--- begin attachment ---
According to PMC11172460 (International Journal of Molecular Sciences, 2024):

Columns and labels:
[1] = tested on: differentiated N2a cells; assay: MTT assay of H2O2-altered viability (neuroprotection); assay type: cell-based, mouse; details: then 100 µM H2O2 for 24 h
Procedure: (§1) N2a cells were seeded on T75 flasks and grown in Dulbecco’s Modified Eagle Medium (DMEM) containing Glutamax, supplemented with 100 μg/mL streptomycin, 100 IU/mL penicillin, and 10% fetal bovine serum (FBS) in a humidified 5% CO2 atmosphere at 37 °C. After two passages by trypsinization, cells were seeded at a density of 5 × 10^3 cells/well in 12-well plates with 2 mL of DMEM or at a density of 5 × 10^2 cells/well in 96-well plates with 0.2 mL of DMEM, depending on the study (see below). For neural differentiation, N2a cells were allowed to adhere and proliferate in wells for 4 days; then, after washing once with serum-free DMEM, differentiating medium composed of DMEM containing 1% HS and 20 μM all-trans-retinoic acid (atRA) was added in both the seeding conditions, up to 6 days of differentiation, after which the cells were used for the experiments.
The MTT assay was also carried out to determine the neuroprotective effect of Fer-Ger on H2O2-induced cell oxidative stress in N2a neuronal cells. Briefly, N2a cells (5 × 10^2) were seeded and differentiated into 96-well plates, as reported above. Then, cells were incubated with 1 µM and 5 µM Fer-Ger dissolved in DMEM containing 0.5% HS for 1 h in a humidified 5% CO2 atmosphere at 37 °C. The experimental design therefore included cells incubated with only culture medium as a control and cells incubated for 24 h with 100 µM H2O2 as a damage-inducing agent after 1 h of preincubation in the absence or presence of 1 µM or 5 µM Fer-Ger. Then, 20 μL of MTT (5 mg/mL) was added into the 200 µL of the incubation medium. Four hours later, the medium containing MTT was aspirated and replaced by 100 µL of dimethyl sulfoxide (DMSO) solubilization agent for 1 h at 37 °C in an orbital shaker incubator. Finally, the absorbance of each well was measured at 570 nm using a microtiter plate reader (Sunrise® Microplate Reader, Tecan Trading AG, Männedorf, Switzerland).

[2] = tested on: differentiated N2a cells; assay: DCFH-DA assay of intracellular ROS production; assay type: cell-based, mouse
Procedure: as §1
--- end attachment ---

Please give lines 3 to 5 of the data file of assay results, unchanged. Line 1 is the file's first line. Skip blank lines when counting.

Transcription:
[1] = tested on: differentiated N2a cells; assay: MTT assay of H2O2-altered viability (neuroprotection); assay type: cell-based, mouse; details: then 100 µM H2O2 for 24 h
Procedure: (§1) N2a cells were seeded on T75 flasks and grown in Dulbecco’s Modified Eagle Medium (DMEM) containing Glutamax, supplemented with 100 μg/mL streptomycin, 100 IU/mL penicillin, and 10% fetal bovine serum (FBS) in a humidified 5% CO2 atmosphere at 37 °C. After two passages by trypsinization, cells were seeded at a density of 5 × 10^3 cells/well in 12-well plates with 2 mL of DMEM or at a density of 5 × 10^2 cells/well in 96-well plates with 0.2 mL of DMEM, depending on the study (see below). For neural differentiation, N2a cells were allowed to adhere and proliferate in wells for 4 days; then, after washing once with serum-free DMEM, differentiating medium composed of DMEM containing 1% HS and 20 μM all-trans-retinoic acid (atRA) was added in both the seeding conditions, up to 6 days of differentiation, after which the cells were used for the experiments.
The MTT assay was also carried out to determine the neuroprotective effect of Fer-Ger on H2O2-induced cell oxidative stress in N2a neuronal cells. Briefly, N2a cells (5 × 10^2) were seeded and differentiated into 96-well plates, as reported above. Then, cells were incubated with 1 µM and 5 µM Fer-Ger dissolved in DMEM containing 0.5% HS for 1 h in a humidified 5% CO2 atmosphere at 37 °C. The experimental design therefore included cells incubated with only culture medium as a control and cells incubated for 24 h with 100 µM H2O2 as a damage-inducing agent after 1 h of preincubation in the absence or presence of 1 µM or 5 µM Fer-Ger. Then, 20 μL of MTT (5 mg/mL) was added into the 200 µL of the incubation medium. Four hours later, the medium containing MTT was aspirated and replaced by 100 µL of dimethyl sulfoxide (DMSO) solubilization agent for 1 h at 37 °C in an orbital shaker incubator. Finally, the absorbance of each well was measured at 570 nm using a microtiter plate reader (Sunrise® Microplate Reader, Tecan Trading AG, Männedorf, Switzerland).